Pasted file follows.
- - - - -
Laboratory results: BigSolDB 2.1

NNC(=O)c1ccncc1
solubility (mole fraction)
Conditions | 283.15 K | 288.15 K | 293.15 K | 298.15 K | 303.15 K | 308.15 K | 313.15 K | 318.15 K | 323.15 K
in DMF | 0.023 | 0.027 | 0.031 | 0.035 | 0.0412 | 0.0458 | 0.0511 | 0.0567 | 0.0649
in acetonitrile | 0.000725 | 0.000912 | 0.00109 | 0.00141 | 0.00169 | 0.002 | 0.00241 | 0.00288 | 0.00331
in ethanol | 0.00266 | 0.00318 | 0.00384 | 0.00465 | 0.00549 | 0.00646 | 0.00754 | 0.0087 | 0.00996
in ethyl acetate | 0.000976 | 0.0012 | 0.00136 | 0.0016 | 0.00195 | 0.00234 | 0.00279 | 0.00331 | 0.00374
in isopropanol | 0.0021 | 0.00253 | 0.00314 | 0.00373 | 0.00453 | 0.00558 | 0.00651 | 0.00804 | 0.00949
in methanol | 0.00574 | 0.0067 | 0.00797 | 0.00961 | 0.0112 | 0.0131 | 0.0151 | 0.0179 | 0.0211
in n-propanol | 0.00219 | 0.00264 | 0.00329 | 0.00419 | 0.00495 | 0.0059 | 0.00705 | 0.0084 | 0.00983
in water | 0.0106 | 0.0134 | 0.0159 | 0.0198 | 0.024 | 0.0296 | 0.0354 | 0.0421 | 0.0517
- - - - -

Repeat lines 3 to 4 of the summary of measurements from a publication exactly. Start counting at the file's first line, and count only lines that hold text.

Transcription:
solubility (mole fraction)
Conditions | 283.15 K | 288.15 K | 293.15 K | 298.15 K | 303.15 K | 308.15 K | 313.15 K | 318.15 K | 323.15 K